Childhood Trauma and Self-Destruction: A Psychological Review of The Queen's Gambit
Netflix's The Queen's Gambit, which tells the story of a young female chess player, has been hugely popular
The drama touches on childhood trauma, creativity, addiction, and relationships – psychotherapist Ajay Khandelwal offer a psychological review
Name an activity that is: time-limited, two person, punctuated with silence, without physical contact, requiring a quiet room, and with an unpredictable outcome?
Therapy? Maybe. I was thinking more about chess…
Netflix's fabulous The Queen's Gambit is a moving psychological drama about chess; but it can also be read as a story about trauma and recovery.
As Beth Harmon, the lead character, says to a reporter, about why she falls in love with the game
"Chess isn't always competitive. Chess can also be beautiful. It was the board I noticed first. It's an entire world of just 64 squares. I feel safe in it. I can control it. I can dominate it. And it's predictable, so if I get hurt, I only have myself to blame."
A suicidal opening game
And we know Beth is tremendously hurt. Her father abandons her and establishes another family; her mother takes her own life by crashing her car, with Beth as a passenger. Miraculously Beth survives, but she is sent to an orphanage. Her “opening” game is tragic.
According to the psychoanalyst Donald Kalsched, this level of childhood trauma often results in a psychic circuit-breaker being activated, as the level of suffering is unbearable for young mind to metabolise the emotions. As a result, the child may experience a form of psychic splitting, where their true “true self” goes into hiding, and they present the world with a “false self.”
False self vs true self: the inner sanctuary
Beth is given the fictional Zanzolam drug to keep her sedated and to allow the total domination of the compliant “false self". This keeps a lid on her suffering and makes life easier for her institutional carers. However, she finds a way out of her zombie-like state through befriending the janitor Mr Shaibel.
Mr Shaibel represents the potential of the “true self” and the possibility of psychic repair and the path back to wholeness. Through him, a range of circuits are slowly switched back on, allowing Beth to experience new powers flowing through her. Mr Shaibel has a lowly status, symbolised by his job, cleaning up after others. But his personality and knowledge are the transformative ingredients that fire up young Beth’s imagination.
As Kalsched writes, “the inner sanctuary to which the beleaguered ego repairs in time of crisis is a world that opens onto transpersonal energies.” The janitor in the dark basement represents just such a sanctuary.
Paying back into the transpersonal realm
Later, Mr Shaibel lends her the five dollar fee to enter a chess tournament. She promises to repay him ten dollars if she wins. She never repays him in money, but she does repay him with her dedication to chess. In the final episode, we find out that he has been following her career, through all the newspaper cuttings adorning the wall of her orphanage. Shaibel is the first of many positive forces in Beth’s life.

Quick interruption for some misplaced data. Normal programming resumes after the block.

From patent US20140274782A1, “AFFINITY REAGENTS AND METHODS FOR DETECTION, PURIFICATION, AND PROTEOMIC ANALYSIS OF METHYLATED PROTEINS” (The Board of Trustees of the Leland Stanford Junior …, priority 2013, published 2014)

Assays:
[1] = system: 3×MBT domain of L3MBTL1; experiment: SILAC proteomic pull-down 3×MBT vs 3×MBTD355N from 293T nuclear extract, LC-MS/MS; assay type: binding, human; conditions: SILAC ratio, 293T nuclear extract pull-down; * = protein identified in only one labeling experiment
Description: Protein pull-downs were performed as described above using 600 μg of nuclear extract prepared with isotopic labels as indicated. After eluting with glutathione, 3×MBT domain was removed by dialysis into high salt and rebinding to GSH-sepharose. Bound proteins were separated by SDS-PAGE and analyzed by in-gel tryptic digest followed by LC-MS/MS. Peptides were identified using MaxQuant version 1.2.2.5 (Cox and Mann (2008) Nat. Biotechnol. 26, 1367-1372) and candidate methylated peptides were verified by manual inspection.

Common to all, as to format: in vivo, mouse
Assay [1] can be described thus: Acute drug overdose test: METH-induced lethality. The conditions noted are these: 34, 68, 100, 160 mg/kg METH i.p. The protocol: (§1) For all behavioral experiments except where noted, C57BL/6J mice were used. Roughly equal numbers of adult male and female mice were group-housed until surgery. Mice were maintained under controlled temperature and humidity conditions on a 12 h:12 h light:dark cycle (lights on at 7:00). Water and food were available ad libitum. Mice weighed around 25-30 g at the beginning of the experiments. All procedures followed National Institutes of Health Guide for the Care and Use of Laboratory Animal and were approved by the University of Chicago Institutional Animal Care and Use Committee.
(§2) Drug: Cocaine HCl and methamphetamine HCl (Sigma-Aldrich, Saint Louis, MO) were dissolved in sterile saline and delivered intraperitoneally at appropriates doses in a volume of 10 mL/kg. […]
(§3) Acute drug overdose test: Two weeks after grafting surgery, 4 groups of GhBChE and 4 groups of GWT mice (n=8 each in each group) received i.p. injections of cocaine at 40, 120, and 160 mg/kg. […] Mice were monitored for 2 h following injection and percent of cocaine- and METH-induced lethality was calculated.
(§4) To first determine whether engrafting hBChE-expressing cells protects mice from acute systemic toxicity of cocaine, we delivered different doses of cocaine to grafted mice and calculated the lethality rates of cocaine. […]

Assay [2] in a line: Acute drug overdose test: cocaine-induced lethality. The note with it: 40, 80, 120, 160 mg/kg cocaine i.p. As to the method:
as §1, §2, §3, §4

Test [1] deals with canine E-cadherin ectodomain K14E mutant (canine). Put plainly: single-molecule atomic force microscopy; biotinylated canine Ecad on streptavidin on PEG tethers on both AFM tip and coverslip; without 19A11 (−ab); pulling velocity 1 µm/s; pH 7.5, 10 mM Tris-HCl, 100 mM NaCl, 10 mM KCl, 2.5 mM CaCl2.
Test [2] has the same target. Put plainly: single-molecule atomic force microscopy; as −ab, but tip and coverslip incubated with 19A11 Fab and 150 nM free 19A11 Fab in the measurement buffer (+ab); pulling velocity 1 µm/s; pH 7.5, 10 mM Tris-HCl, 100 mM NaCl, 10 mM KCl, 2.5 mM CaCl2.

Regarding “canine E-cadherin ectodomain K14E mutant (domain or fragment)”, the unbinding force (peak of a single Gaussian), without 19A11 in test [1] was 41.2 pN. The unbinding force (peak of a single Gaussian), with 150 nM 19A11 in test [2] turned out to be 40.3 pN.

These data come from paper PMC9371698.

She enters her first tournament totally unaware of how it works. She has never encountered a chess clock before, she doesn’t know about the ranking system, and she doesn’t care for the hierarchies and conventions. She is powered by a naive and unshakeable belief in her own ability. The chess encounters are fully psychic charge and electricity.
We also discover she has a prodigious gift for developing herself, learning Russian, digesting chess books, and imagining the unfolding of an entire chess games on the ceiling of her bedroom. She goes onto to beat the number one Soviet player of her time, in a parallel to the cold war, echoing the story of the American prodigy, Bobby Fisher beating the Russian Bobby Spassky in the 1972 world championships.
At its heart, the story is about creativity and destructiveness. Beth Harmon is able to harness the creative forces within her, and find allies in the process, who seek to protect her, and help the her fulfil her talent. They help her to stop drinking and drugging, provide her counsel, teach her moves, celebrate her successes.
Chess is not a game for her, it is a way of life. Her opening game is tragic, her middle game is a mess, but her end game is extraordinary. It represents her true self. As she drives away from the her victory, she stops the car, and plays chess in a town square, amongst a group of elderly men, who represent the archetypal wisdom of the janitor Shaibel. Her time and attention, given freely and deeply, to a stranger in a square, is the repayment of her five dollar debt. Through her dedication to the sixty-four squares, the original debt is repaid a thousand times, and re-enters the transpersonal field.
Parallel moves: the similarities between author Walter Tevis and Beth Harmon
The story is really very close to the turbulent life of author, Walter Tevis. He was separated and temporarily abandoned by his family aged eight due to a serious illness, Sydenham’s Chorea. He was also heavily medicated on phenobarbital, just like the fictional young Beth.
These childhood experiences of abandonment, sickness, and drug induced escape, reverberated through his whole life. As a teenager, he found sanctuary in the pools halls, finding himself at home amongst the hustlers, outsider and misfits. He was saved by the companionship of his best friend, who went onto run a pool hall. When he wasn’t playing pool, he liked to play chess. Between midnight and 4 am he would drink, before waking up and going to work. He had early financial success as his books were made into films, but this led to further destructive cycles. The Queen’s Gambit offers psychologically hope. Even with a bad start, there is always a move!
Ajay Khandelwal is a verified welldoing.org psychotherapist in London and online